Big Data: Health Care’s Knight in Shining Armor?

organization| healthcare| business | | Lynn Heidmann

For years, people have been talking about big data’s potential to change health care, particularly in the United States. But with days growing shorter again, the end of the year looms closer, and it seems another year will pass without any major progress.


The amount of news about health care in the last few months leaves us wondering: where’s the big data health care revolution we’ve all been dreaming of? And will it really solve all our problems?

To be sure, U.S. health care faces a host of issues, and it’s a very complicated topic (to put it mildly). But we have more data in health care than ever before! Even so, it might be unrealistic to think that big data will suddenly have a noticeable, sweeping, save-the-day impact rather than small, more subtle victories. But let’s take a look at where we are today. We'll start with the good news.


The good news is that there are already some areas of medicine and health care benefiting immensely from big data, machine learning, and predictive analytics.

There are some areas of medicine and health care that are benefiting greatly from big data and machine learning, particularly in the area of clinical trials. For example, this year the Mayo Clinic started using machine learning to better match patients to clinical trials, a process that allows them to match in less than 10 minutes. This process was previously done manually and could take 30 minutes or more.

Also, there continue to be promising “medtech” startups that are leading the way in leveraging machine learning and artificial intelligence in health care. This is exciting, with a slight caveat that many of them are very focused on particular issues or conditions rather than the health care system as a whole, which is still a great thing, but - baby steps.

So even as health care remains top of mind (an August Gallup poll reveals that 17 percent of Americans believe that, among all issues we’re facing, health care is the largest) there’s still a lot of work to be done.

What's the Holdup?

Transforming an entire industry, especially one as complicated and involving as many parties with their own vested interests as health care, is a huge undertaking. Costs are rising everywhere, and health care is taking up a greater share of the U.S. economy than ever before. It seems there are so many issues that it’s proving difficult to make changes. But more specifically, big data is lagging behind in making changes in health care when compared to other large industries with sensitive data (like finance) because:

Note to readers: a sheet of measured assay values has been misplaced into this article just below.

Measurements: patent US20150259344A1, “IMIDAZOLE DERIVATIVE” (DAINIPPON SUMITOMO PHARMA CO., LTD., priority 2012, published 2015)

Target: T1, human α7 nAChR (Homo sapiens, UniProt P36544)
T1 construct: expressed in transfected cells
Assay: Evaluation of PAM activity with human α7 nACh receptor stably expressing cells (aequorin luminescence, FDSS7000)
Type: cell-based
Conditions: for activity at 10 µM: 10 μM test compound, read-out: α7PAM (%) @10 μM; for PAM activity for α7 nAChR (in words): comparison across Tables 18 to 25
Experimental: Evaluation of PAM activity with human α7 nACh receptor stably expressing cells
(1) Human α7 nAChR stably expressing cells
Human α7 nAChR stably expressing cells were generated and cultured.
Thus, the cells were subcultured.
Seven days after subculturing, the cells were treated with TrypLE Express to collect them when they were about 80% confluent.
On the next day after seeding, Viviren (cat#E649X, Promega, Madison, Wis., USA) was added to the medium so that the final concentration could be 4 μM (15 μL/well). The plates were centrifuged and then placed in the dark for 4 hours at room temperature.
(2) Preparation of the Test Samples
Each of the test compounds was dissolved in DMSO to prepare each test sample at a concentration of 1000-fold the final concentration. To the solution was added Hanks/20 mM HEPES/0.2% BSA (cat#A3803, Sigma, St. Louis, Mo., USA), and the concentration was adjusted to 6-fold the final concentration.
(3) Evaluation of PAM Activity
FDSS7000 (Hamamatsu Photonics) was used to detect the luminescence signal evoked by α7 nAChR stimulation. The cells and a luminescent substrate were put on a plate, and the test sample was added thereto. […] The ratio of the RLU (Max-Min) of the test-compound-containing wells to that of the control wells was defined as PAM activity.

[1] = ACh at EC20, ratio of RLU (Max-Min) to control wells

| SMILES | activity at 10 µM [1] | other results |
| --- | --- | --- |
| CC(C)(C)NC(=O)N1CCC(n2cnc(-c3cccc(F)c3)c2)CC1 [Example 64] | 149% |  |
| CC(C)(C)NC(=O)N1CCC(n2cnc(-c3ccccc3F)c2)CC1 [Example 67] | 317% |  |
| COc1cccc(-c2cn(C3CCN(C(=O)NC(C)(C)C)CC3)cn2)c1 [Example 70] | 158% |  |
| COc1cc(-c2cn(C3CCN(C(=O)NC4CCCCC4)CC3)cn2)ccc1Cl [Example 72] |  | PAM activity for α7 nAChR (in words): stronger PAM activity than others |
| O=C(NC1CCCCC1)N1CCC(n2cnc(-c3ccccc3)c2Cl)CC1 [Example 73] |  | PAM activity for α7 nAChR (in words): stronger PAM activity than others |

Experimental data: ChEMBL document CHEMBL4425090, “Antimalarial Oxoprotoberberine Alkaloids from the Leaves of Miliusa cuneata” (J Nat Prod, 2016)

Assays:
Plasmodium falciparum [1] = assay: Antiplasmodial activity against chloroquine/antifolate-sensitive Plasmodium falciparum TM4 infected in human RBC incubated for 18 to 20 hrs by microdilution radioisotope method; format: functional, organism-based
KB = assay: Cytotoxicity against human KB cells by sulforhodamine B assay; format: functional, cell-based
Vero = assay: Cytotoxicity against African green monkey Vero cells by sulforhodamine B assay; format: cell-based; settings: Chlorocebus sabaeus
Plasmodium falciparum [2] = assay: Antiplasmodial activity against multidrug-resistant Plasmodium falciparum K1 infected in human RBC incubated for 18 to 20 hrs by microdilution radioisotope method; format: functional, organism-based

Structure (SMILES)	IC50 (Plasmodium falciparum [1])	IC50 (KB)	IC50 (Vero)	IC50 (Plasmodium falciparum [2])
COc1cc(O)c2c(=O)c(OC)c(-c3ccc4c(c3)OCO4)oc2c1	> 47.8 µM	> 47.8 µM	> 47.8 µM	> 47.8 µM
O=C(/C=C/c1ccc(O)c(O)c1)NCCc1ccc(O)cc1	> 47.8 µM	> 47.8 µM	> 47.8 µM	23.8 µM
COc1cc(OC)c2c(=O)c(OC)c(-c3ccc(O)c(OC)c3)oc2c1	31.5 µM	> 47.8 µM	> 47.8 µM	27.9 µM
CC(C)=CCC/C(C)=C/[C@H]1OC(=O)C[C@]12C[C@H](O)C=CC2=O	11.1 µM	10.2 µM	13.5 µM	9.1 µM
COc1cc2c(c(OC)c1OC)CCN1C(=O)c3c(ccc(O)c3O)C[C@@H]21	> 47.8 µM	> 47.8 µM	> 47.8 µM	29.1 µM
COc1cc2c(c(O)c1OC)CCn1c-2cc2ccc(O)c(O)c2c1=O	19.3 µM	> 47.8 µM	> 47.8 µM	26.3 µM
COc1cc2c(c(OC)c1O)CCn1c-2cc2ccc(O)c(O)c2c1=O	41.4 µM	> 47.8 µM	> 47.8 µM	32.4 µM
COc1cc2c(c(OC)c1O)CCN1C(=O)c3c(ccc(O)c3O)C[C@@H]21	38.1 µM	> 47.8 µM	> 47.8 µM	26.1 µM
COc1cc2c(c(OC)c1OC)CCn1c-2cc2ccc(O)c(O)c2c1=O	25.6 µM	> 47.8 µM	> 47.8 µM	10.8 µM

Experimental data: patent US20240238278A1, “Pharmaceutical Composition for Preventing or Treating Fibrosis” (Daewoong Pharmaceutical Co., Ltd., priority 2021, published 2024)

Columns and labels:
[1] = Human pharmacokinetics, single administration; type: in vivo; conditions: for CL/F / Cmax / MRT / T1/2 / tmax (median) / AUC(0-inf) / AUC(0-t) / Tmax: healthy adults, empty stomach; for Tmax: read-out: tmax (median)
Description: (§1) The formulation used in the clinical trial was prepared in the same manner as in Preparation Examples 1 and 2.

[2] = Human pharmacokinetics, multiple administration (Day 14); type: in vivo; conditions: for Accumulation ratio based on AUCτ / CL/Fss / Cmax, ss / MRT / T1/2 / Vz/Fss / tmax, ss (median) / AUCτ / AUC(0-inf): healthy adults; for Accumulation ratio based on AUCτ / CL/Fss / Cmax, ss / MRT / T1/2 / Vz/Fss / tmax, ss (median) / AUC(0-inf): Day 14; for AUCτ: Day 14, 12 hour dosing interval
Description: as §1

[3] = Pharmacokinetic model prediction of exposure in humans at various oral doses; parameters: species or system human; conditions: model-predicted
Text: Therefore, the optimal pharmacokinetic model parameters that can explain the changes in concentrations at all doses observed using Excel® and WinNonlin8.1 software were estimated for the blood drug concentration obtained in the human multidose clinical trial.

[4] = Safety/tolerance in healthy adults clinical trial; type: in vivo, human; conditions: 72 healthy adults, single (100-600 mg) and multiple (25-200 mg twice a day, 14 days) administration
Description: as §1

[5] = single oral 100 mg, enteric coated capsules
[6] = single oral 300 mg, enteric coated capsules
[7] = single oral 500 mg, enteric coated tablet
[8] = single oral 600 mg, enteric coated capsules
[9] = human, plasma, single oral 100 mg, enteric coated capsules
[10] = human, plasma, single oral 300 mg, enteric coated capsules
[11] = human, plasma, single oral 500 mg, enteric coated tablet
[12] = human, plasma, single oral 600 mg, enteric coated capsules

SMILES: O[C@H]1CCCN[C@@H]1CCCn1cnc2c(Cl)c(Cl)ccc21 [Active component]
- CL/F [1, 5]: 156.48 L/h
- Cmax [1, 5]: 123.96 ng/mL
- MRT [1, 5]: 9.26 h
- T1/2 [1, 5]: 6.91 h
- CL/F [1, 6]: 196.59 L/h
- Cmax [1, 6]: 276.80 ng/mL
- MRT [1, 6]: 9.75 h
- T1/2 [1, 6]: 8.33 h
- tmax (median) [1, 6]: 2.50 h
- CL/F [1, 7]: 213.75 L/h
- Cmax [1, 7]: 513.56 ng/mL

1. Lots of Health Care Data Is Unstructured.

The vast majority of health care data, some estimate up to 80 percent, is unstructured. Think patient notes plus claims notes, images from procedures, even scholarly texts that would help physicians. Unstructured data is more difficult to work with on a large scale than structured data - picture the difference between having the text of 100 emails from your inbox to analyze vs. 100 rows of Excel data. While it’s certainly possible to work with unstructured data and derive meaningful insights as well as machine learning, it is more challenging, and that’s a barrier for the health care industry.


Data in health care is largely unstructured, which is a barrier to overcome in the big data revolution

The industry has recognized this and made some attempts to rectify it by forcing data into structured formats - think check boxes instead of open text boxes for clinicians. Unfortunately, this has had some negative effects with regard to data quality. Medicine isn’t black and white, and when forced to make it so, data quality can suffer. For example, if forced to choose between two check boxes where neither is technically correct, the clinician will choose one to move on with his or her day. Poorly designed systems can mean this happens enough to render structured data inaccurate.

2. Information is Disparate.

Within a single provider or health care company, data is everywhere, stored in different places, systems, etc. Some are working to rectify this and unify data into one data lake.


Health care data comes from a variety of sources stored in many differerent places, making it difficult to get insights

But that doesn’t really resolve the problem because on top of that, people move around, leaving data covering medical history even more disparate. Partially due to sensitivity of medical data, there isn’t a central place where data about one patient sits, so the ability to use big data to uncover insights or predictions about specific people in an impactful way is extremely limited.

Additionally, the fact that data is stored all over the place means more overhead in administration and paperwork for providers, further putting them behind in efficiency. As an aside, in case you didn’t hear, France recently launched an initiative for a centralized health care database system that’s very exciting and could, maybe, pave the way for others to do the same.

3. Lack of Real Time Data Analysis.

Perhaps due to the previous two items, lots of unstructured data siloed in different places, there is a lack of emphasis on real time data analysis in health care. Until we stop thinking retroactively and start thinking predictive, machine learning, and (eventually) artificial intelligence (AI), big data in health care will continue to gain only small victories.

If you want to learn more about how to best leverage data in health care, including use cases for predictive analytics, download our white paper or check out this case study on predicting patient no-shows that helped Intermedix achieve significant cost savings in one month.

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